Building a Zero-Energy Commercial Office

Aug. 1, 2007
The Z2 Design Facility is attempting the impossible, bringing the zero-energy building to life

When Integrated Design Associates (IDeAs) Inc., a consultancy that provides electrical engineering and lighting design services out of offices in Colorado and California, bought a former bank building for its new San Jose, CA, operations, it saw immense potential. The opportunity was ripe to bring a concept that so many had talked about and so few had attempted - a zero-energy building - to life. "We felt we should walk the walk, not just talk the talk," says David Kaneda, principal, IDeAs, San Jose, CA. The goal was a building with net zero energy and zero carbon emissions (or a Z2 building).

The project was planned 2 years ago, when global warming was hardly big news. "CO2 and carbon emissions were not at the forefront of design like they are now," Kaneda says. "We took a left turn, and I was really nervous about it. In the meantime, the whole world took a left turn and followed along in the direction that we ultimately went." The original plan was to achieve a LEED Platinum rating from the Washington, D.C.-based U.S. Green Building Council (USGBC), but when Scott Shell, principal, EHDD Architecture, San Francisco, threw out the possibility of turning the IDeAs headquarters into a net-zero-energy building, the idea appealed to Kaneda, who has built a practice on the study of energy and lighting. "What [Shell] was talking about is really our sweet spot," he explains.

An integrated design team spent countless hours discussing building systems and features, calculating electrical loads, and weighing the costs and trade-offs of equipment and design strategies. Too many skylights would reduce the insulating capabilities of the roofing system; not enough daylight would mean too much dependence on the electrical lighting system. The renovation would have to cut energy consumption as much as possible - everywhere it was possible. All unavoidable energy that is necessary to run the business will be provided through on-site power generation. "If we had designed a traditional building, we would have needed a roof that [was] twice as big as the roof on the building to put enough photovoltaics on it and call it a zero-energy building," says Peter Rumsey, principal, Oakland, CA-based Rumsey Engineers Inc. While the building will be connected to the utility grid, the hope is that, when the facility is completed and occupied this month, the only things the utility will provide are energy storage and a back-up plan.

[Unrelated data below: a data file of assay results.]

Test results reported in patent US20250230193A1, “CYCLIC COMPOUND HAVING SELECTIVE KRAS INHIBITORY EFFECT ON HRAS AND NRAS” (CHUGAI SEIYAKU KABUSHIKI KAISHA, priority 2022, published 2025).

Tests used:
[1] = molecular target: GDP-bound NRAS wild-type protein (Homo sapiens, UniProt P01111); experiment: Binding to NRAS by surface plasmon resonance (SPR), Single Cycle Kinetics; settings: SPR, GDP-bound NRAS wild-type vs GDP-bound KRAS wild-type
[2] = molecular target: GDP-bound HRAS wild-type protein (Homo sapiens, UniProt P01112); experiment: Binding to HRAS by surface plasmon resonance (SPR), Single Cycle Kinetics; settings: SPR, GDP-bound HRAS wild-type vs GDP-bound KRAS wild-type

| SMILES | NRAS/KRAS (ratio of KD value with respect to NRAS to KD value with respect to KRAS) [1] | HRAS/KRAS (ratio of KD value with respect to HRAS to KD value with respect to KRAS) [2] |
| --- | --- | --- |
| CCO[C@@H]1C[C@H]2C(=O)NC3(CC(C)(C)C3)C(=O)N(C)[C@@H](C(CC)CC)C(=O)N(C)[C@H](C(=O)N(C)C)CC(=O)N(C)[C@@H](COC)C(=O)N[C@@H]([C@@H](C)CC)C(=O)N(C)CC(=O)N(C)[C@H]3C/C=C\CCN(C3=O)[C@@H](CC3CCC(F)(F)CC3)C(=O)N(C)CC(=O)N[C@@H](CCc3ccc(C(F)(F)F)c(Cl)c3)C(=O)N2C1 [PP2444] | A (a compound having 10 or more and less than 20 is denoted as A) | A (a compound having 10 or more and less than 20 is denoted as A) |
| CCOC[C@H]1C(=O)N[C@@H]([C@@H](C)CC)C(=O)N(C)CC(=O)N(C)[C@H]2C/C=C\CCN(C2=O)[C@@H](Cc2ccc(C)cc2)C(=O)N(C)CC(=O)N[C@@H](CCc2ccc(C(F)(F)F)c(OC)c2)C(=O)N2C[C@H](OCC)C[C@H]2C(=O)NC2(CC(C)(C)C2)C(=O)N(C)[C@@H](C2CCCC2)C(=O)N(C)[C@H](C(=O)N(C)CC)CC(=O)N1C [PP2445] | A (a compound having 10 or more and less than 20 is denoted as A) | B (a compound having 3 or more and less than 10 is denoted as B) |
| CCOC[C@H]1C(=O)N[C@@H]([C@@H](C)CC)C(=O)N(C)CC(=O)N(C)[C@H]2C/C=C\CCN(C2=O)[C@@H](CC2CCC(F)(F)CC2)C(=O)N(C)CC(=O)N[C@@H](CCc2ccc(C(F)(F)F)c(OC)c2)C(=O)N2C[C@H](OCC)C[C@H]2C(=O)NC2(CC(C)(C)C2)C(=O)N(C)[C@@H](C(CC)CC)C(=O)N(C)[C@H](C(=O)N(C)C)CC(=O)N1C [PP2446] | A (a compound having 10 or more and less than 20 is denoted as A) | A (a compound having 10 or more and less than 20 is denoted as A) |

The IDeAs headquarters building started out as a 7,200-square-foot, 1960s tilt-up facility that, when purchased in August 2005, had virtually no windows. Not surprisingly, many had labeled it as "the world's ugliest building." With a vision for the ultimate environmentally friendly office and a lot of hard work, the facility's remodel will prove to many that the quest for net zero energy is not without merit. Estimates for the IDeAs Z2 Design Facility in terms of energy use are approximately 56 mWh of energy per year (43-percent below the 2005 California Title 24 energy requirements and about 60-percent below the ASHRAE 90.1-1999 requirements).

The USGBC reports that the building sector is responsible for almost half of all greenhouse-gas emissions in the United States. Without change, the amount of emissions attributed to buildings will continue to rise dramatically over the next 2 decades. "We're going to need a lot more zero-energy buildings and a lot more integrated thinking," says Shell. Commercial buildings can reduce greenhouse-gas emissions dramatically: The Z2 Design Facility is proof.

Check out some of the features of the Z2 Design Facility in San Jose, CA ...

Dimming ballasts, while less efficient than high-efficiency standard electronic ballasts, are still beneficial. They can start harvesting energy as soon as any daylight is introduced and are less obtrusive when light levels change rapidly.